Nevada on July 1 became the fifth state to sell recreational marijuana to the public, and one week later, it declared an emergency. But the chaos is on the licensing side of things. The new law allows those 21 and up to buy up to an ounce of pot from what are 47 licensed dispensaries, reports the AP. The problem, explains Vice News, is that the only way for dispensaries to legally get pot for the next 18 months is via wholesale liquor distributors, who secured the exclusive right via a November ballot measure. But of the seven liquor distributors to have applied for a license to restock dispensaries, zero have "met the application requirements." That's where the statement of emergency, signed Friday by Gov. Brian Sandoval, comes in.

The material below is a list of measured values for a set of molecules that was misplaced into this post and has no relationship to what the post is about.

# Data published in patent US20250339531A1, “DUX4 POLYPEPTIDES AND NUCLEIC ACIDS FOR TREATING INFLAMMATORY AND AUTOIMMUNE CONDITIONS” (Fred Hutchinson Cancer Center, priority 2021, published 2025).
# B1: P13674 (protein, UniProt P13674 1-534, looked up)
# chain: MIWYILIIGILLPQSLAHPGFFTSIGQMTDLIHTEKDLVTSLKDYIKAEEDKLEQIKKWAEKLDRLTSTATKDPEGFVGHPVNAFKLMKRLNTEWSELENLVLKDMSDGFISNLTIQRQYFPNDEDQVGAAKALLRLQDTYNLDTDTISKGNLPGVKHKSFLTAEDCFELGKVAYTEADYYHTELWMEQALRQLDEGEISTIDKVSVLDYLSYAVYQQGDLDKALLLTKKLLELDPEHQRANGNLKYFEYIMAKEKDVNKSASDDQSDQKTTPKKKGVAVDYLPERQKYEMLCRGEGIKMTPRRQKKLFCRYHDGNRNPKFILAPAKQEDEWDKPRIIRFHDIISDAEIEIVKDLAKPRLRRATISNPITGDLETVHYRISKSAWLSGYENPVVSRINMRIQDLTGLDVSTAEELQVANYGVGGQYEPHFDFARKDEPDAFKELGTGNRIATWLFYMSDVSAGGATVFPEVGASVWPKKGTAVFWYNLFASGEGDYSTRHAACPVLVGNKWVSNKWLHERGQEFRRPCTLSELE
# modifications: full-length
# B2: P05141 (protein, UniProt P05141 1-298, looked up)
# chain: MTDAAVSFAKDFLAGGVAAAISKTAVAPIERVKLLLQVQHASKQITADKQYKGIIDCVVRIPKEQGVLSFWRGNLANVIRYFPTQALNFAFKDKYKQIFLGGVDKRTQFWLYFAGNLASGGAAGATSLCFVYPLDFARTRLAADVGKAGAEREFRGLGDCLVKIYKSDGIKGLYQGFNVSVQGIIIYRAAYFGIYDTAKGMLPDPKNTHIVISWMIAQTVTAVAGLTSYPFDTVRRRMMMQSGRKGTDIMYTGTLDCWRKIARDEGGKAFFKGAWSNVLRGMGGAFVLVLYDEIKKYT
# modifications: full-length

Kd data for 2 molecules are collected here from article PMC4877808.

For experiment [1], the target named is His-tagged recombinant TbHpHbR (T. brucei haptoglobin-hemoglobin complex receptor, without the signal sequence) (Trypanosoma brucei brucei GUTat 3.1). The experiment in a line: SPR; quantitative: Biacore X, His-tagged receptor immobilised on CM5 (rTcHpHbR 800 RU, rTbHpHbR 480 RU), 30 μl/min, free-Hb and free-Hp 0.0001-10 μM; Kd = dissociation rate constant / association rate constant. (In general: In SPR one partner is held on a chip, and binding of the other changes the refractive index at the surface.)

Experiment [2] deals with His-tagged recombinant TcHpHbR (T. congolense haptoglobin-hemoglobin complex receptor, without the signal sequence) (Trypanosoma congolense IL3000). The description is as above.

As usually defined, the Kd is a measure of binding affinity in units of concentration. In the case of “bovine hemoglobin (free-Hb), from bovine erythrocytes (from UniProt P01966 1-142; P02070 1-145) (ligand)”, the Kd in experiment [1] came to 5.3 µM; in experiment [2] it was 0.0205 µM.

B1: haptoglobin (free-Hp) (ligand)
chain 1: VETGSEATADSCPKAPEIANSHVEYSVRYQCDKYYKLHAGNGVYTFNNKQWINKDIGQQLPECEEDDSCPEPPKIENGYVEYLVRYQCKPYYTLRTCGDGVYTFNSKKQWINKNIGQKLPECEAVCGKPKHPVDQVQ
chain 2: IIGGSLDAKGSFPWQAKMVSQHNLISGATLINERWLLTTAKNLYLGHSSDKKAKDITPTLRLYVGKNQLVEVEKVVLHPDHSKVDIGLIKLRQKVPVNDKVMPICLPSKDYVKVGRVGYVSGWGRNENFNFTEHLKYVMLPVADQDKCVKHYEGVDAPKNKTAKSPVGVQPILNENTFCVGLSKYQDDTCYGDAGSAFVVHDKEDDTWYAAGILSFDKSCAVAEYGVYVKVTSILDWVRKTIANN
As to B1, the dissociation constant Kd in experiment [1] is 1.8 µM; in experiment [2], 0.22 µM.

It says the emergency regulation is needed to allow the Department of Taxation to figure out whether limiting licenses to liquor dealers will result in an insufficient number of pot distributors in the state. This is a real concern, because without pot sales, "the State will not realize the revenue on which the State budget relies." Indeed, the Las Vegas Sun reports the first four days of sales brought in $500,000 in tax revenue, with the six-month tax estimate set at $30 million. The whole thing has been a bit of a saga: In mid-June, liquor distributors won a preliminary injunction banning the state from handing out licenses to other entities, Reason notes. As for how pot sales have happened to date, dispensaries were able to stock up pre-July 1. But "some establishments report the need for delivery within the next several days," a rep for the department said in an email to the Reno Gazette-Journal Friday. (Read more marijuana legalization stories.)